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Discussion in 'A3/S3/Sportback (8P Chassis)' started by khalil, Jul 7, 2006.
has anyone fitted a dump valve on a 2.0 tdi
there is'nt any benefit by fitting one to a diesel,i believe?,a dump valve is only beneficial,because on a petrol engine,when the throttle valve is closed(when changing gear),the pressure build up will slow the turbo down,the dump valve will release this pressure,and keep the turbo spinning,
a diesel does'nt have a throttle valve,it just sucks air straight in to the combustion chamber,so when changing gear there is nothing,(throttle valve) to slow the turbo down.
So where does the air go when you are changing gear - when it is not needed in the cylinder - but the turbo carries on spinning?
into the other cylinders,it will slow it down a bit,but,on the petrol the sudden closure of the throttle is what slows down the turbo,there is nothing on the diesel that closes abruptly,other than the valves,and there are 4 or 8 inlets (4 cylinder)so the build up isnt as great as there will always be 1 or 2 valves open at any given time,
im probably not explaining it very well,but thats roughly why a dump valve will not realy work on the diesel.
well,i may have to eat my words,i just did a google and found some diesel dump valves,http://www.dervdoctor.co.uk/ although they work electronicallly,via throttle position etc.
Whether or not they work is another matter though
They are purely there to make the Chav 'Woooosh' noise, they do nothing for the performance of the engine other than probably make it worse.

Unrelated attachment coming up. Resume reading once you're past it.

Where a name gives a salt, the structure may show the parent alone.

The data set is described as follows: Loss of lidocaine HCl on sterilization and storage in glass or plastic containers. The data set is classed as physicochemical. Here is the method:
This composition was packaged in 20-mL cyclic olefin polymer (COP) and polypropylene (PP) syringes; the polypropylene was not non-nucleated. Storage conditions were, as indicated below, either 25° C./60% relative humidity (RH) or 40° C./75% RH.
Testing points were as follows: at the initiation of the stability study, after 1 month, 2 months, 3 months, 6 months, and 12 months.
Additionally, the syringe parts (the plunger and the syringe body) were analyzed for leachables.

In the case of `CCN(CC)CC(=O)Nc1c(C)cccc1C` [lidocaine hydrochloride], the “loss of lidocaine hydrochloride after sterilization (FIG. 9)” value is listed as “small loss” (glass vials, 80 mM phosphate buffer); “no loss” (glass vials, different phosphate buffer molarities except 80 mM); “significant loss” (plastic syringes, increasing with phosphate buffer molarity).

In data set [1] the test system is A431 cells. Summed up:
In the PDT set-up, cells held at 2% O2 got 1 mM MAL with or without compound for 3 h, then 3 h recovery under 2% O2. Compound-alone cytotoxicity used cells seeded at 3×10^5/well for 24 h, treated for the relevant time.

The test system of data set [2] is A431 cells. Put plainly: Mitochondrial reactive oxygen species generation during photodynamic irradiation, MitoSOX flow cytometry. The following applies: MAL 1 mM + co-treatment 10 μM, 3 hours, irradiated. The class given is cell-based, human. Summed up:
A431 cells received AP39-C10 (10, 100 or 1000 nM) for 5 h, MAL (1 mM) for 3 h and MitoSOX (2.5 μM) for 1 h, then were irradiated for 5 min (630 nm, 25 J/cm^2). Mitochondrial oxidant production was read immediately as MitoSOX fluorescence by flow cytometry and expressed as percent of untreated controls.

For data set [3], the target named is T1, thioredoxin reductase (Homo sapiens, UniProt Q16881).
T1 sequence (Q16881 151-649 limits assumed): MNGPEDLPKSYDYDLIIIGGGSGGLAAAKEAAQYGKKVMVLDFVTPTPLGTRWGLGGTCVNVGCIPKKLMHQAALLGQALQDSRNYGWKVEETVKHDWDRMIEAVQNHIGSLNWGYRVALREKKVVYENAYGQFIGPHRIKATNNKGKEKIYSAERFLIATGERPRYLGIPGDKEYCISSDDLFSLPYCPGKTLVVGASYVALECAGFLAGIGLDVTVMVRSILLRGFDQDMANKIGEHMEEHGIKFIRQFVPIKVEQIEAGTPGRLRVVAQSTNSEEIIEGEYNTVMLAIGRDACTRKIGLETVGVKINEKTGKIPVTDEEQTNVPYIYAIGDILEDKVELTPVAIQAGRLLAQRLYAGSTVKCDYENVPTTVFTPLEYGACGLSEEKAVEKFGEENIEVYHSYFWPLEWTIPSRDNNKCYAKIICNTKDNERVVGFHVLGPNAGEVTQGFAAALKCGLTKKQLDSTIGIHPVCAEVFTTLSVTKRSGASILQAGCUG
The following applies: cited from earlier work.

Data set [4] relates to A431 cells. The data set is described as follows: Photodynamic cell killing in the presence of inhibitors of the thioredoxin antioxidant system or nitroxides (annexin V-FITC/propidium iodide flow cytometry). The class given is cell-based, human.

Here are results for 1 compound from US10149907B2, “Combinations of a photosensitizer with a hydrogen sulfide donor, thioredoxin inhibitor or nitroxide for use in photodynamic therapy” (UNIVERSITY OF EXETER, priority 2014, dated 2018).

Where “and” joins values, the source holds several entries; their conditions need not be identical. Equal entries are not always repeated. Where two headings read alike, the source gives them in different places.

This is a bad thing.....
I stongly advise against, unless you want to sound like a Chav......
Hmm. marketed for Chavs too:
"Our kits are the loudest available or your money back!"
LOL...Thank god someone mentioned chav!
as i thought at the start,a waist of time on a diesel,although they probably come in burbry(is that how its spelt),or with a free burbry scarf and cap.
Having said all that, I've noticed there is a "TISSSSSHHH" noise when you change gear, suggesting that the excess pressure is being blown off somewhere.
I've only heard it because a couple of times during the recent hot weather I've driven off with all the windows down. If you go full throttle in 2nd or 3rd and change up, it's very noticeable.
Yep, I've heard the same (sounds quick cool for a diesel!) - and more so since I've had mine chipped.
The pressure generated by the turbo has to go somewhere if you're not using it. It can't see how it can go into the other cylinders, as your foot is off the throttle and there is no need for it. So where does it go?
when your foot is off the throttle,the valves are still working,so are the pistons,it just wont be injecting diesel,there will be some pressure,but not as much as a petrol,because of the lack of throttle valve,im sure someone with a bit more knowledge of this will explain?.
no one buys a Dump Valve to add performance :lol: take a look at the Scooby boys !!
So, is a dump valve superfluous? Would the engine work just as well without one?
ahh many a debate about this on the Scooby Forums,
Basicly its suposed to keep the turbo spinning, so enabling faster gear changes and instant power back on the throttle.
On a petrol car, the dump valve releases the pressure which would otherwise hinder the engine and turbo on closed throttle by stopping the turbo from spinning due to high back-pressure. It also allows you to slow down - if you didn't release the pressure, the differential between either side of the throttle butterfly would be so great that the gas would bleed through. This would mean that when you take your foot off the gas, the car wouldn't react straight away and you may plough into a tree!
The main advantage of aftermarket dump valves (recirc ones rather than chav atmos ones) is that they have a quicker reaction time than oem units which helps reduce lag when you go back on the gas by keeping the turbo spinning faster and longer.
The VAG turbodiesels do have a pressure relief valve to avoid back-pressure but it doesn't work in the same way as a dump valve. I believe it's controlled by the ECU on a solenoid type arrangement.
We need a Turbodiesel engineer in here.....